• The U.S. District Court for the Northern District of California granted final approval to a settlement resolving claims that Facebook spied on private messages between users and shared the URLs users sent to each other with third parties. The settlement, which includes $3.9 million in attorneys’ fees, requires Facebook to post language on its website help section saying it “uses tools to identify and store links shared in messages, including a count of the number of times links are shared.” Campbell v. Facebook, Inc.

  • The U.S. District Court for the Northern District of California also granted preliminary approval to a $115 million settlement ending litigation over Anthem’s 2015 data breach. The settlement will provide credit protection and reimbursement to a class of 79 million people and up to $38 million in attorneys’ fees. In re Anthem Inc. Data Breach Litigation.

  • The Eighth Circuit Court of Appeals found the threat of future identity theft resulting from a breach of credit card data was not enough of an injury to give standing to consumers in multidistrict litigation against SuperValu. The court found that the U.S. District Court for the District of Minnesota erred in dismissing the claims of the one plaintiff who actually experienced credit card fraud but correctly dismissed the other plaintiffs’ claims. Alleruzzo v. SuperValu, Inc.

  • The Ninth Circuit Court of Appeals affirmed a summary judgment that dismissed a suit by the treasurer of the National Border Patrol Council seeking the names of 149 noncitizens who were released from detention pending a final removal determination. The court found the privacy rights of the former detainees outweighed the public’s right to access their records. Tuffly v. U.S. Department of Homeland Security.

  • The U,S. District Court for the Northern District of California gave preliminary approval to a revised class action settlement in which Google agreed to pay $2.2 million and change its approach to email scanning to resolve claims it unlawfully scans emails for advertising purposes. The court denied the previous proposed settlement. Matera v. Google Inc.

  • The U.S. District Court for the Northern District of Illinois gave final approval to a class action settlement in which Canada-based Standard Innovation Corp., known as We-Vibe, agreed to pay $3.75 million to resolve claims its toy and accompanying app, We-Connect, collected information on the date and time of its use, the “vibration intensity level” and users’ emails in violation of the Wiretap Act and Illinois privacy law.

  • The U.S. District Court for the Northern District of California ordered tax filer service Intuit to release information on fake tax returns filed by fraud perpetrators to steal customer refunds, finding taxpayers in a proposed class action have shown the documents are necessary to determine the appropriateness of the proposed class. The documents are likely to support consumers' claims that Intuit failed to safeguard sensitive personal data.

  • The FTC reached a non-monetary agreement with Uber over allegations the company misrepresented the access its employees had to consumers’ personal information, as well as the level of security it provided to data it collected from riders and drivers that it stored in the cloud. Uber agreed to implement a comprehensive privacy program designed to protect consumer information.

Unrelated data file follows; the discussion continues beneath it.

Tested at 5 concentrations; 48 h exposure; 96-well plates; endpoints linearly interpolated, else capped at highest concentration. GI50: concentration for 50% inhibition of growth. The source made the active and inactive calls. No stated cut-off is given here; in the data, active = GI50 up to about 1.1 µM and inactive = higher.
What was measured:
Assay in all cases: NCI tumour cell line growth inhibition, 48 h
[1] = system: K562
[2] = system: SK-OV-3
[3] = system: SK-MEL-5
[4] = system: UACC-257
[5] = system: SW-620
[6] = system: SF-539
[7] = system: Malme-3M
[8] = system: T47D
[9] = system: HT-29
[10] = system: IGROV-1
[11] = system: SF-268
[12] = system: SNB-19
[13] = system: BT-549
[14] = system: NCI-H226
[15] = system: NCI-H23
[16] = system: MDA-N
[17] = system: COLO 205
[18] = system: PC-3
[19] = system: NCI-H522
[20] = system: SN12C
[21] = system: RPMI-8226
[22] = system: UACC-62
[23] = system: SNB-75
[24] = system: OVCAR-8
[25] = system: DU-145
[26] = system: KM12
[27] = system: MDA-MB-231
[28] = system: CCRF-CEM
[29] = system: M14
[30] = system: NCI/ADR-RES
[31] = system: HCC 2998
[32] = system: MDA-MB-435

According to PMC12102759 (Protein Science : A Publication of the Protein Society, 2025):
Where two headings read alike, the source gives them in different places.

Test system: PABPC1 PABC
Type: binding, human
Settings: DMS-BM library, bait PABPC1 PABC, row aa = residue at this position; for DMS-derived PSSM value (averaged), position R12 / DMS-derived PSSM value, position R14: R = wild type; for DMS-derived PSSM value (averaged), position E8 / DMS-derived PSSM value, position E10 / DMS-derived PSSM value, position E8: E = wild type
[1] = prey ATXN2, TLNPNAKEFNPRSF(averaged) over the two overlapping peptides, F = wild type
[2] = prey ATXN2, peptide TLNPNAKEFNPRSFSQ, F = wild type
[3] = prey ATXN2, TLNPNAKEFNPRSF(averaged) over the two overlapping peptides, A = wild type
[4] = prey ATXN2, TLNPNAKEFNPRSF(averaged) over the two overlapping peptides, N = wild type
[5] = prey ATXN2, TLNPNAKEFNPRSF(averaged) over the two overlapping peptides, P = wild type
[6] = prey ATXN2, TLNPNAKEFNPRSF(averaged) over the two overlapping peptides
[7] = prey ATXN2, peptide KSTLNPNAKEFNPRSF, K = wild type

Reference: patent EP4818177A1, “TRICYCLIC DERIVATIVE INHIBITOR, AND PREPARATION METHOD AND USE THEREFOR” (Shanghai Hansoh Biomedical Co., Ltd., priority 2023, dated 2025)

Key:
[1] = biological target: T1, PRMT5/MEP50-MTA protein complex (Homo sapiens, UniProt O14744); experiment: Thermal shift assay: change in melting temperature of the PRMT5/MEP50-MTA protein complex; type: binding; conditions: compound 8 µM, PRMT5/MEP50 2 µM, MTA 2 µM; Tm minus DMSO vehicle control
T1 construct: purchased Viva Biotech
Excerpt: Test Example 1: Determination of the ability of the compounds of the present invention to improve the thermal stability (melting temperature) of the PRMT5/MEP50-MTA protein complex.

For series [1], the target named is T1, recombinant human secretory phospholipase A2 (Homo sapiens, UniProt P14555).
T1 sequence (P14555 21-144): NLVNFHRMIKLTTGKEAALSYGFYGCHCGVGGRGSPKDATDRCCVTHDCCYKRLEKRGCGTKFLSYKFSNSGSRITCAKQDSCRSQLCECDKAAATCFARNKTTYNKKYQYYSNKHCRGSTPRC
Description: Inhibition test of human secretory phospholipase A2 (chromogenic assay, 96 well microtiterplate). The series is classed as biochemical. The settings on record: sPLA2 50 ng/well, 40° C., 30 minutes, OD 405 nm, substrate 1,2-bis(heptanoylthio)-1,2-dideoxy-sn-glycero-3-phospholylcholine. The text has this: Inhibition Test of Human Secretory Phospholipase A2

• The U.S. District Court for the District of Columbia granted summary judgment to the U.S. Department of Labor (DOL) in Landmark Legal Foundation’s Freedom of Information Act suit accusing DOL of failing to comply with two information requests for records related to the use of private emails and other personal accounts to conduct agency business. The court found the claims precluded by a previous “substantially identical” suit that was deemed unreasonably burdensome. Landmark Legal Foundation v. Department of Labor.

  • The U.S. District Court for the Northern District of New York sentenced Obinna Obioha, a Nigerian citizen, to 51 months in prison for running a scheme in which he instructed hackers to hack into computers and email accounts of individuals using malicious software.

Legislative Update

  • Delaware enacted a law strengthening its data breach notification requirements by expanding the definition of personal information to include biometric data, online account access credentials, medical history and other categories of information. It also requires notice to residents no later than 60 days after the breach, as well as provision of one year of credit monitoring to residents whose Social Security numbers may have been exposed as part of the breach.

  • Illinois Governor Bruce Rauner vetoed HB 3449, a bill that would have required smartphone apps to obtain users’ consent to collect and/or disclose their geolocation data, saying it had the potential to create an unnecessary burden on businesses and cause job loss.

Privacy Initiatives in the Attorney General Community

  • Thirty-three Attorneys General entered into a $3.5 million multi-state settlement with Lenovo to resolve allegations the company illegally preinstalled ad-injecting software that compromised the security of its computers. Lenovo is also required to clearly disclose how pre-installed advertising software will operate, obtain consent before using such software and provide a reasonable and effective means for consumers to opt out or remove the software.

  • Thirty-two Attorneys General sent a letter to Equifax, calling on the company to stop charging for its credit monitoring service and reimburse consumers who were forced to pay for security freezes on their accounts as a result of Equifax’s massive data breach.

  • Massachusetts Attorney General Maura Healey’s office assisted in the drafting of data breach legislation that would eliminate fees for placing credit freezes, mandate encryption of personal information in credit reports and require companies to obtain consent before accessing or using consumer credit information.

Hedda Litwin is the Editor of Privacy Law Newsletter and may be reached at 202-326-6022. The Privacy Law Newsletter is a publication of the National Association of Attorneys General. Any use and/or copies of this newsletter in whole or part must include the customary bibliographic citation. NAAG retains copyright and all other intellectual property rights in the material presented in this publication. For content submissions or to contact the editor directly, please e-mail